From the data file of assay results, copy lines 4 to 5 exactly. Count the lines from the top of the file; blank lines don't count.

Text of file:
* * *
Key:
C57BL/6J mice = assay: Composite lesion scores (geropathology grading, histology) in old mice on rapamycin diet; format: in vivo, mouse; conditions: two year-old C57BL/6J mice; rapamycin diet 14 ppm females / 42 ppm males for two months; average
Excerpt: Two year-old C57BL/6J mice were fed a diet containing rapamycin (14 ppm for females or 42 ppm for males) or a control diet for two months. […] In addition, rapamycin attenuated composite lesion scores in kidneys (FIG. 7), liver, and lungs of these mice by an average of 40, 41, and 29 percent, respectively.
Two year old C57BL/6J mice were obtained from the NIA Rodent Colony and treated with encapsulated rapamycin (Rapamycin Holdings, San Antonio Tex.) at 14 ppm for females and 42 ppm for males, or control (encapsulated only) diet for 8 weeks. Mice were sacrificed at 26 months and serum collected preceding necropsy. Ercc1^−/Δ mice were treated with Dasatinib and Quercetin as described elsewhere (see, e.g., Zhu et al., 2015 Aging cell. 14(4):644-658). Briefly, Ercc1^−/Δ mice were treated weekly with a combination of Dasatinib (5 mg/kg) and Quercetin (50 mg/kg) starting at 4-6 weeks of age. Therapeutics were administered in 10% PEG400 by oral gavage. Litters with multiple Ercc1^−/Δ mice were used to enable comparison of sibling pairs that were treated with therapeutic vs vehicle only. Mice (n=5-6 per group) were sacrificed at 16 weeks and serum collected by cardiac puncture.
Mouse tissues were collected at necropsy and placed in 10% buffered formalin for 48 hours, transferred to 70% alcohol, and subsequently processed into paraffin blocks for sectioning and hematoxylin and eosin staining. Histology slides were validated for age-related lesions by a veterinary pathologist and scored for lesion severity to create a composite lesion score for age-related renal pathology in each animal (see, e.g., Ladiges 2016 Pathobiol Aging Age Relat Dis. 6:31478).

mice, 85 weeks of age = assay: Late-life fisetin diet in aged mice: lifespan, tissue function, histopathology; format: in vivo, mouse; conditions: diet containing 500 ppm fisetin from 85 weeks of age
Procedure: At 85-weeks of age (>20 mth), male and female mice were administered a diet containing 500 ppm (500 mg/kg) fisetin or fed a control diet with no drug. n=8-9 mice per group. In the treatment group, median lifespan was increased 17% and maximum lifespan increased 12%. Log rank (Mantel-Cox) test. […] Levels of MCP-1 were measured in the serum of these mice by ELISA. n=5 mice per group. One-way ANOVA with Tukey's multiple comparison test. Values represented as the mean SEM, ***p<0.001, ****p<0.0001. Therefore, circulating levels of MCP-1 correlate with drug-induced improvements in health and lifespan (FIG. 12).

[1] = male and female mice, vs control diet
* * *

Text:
Two year old C57BL/6J mice were obtained from the NIA Rodent Colony and treated with encapsulated rapamycin (Rapamycin Holdings, San Antonio Tex.) at 14 ppm for females and 42 ppm for males, or control (encapsulated only) diet for 8 weeks. Mice were sacrificed at 26 months and serum collected preceding necropsy. Ercc1^−/Δ mice were treated with Dasatinib and Quercetin as described elsewhere (see, e.g., Zhu et al., 2015 Aging cell. 14(4):644-658). Briefly, Ercc1^−/Δ mice were treated weekly with a combination of Dasatinib (5 mg/kg) and Quercetin (50 mg/kg) starting at 4-6 weeks of age. Therapeutics were administered in 10% PEG400 by oral gavage. Litters with multiple Ercc1^−/Δ mice were used to enable comparison of sibling pairs that were treated with therapeutic vs vehicle only. Mice (n=5-6 per group) were sacrificed at 16 weeks and serum collected by cardiac puncture.
Mouse tissues were collected at necropsy and placed in 10% buffered formalin for 48 hours, transferred to 70% alcohol, and subsequently processed into paraffin blocks for sectioning and hematoxylin and eosin staining. Histology slides were validated for age-related lesions by a veterinary pathologist and scored for lesion severity to create a composite lesion score for age-related renal pathology in each animal (see, e.g., Ladiges 2016 Pathobiol Aging Age Relat Dis. 6:31478).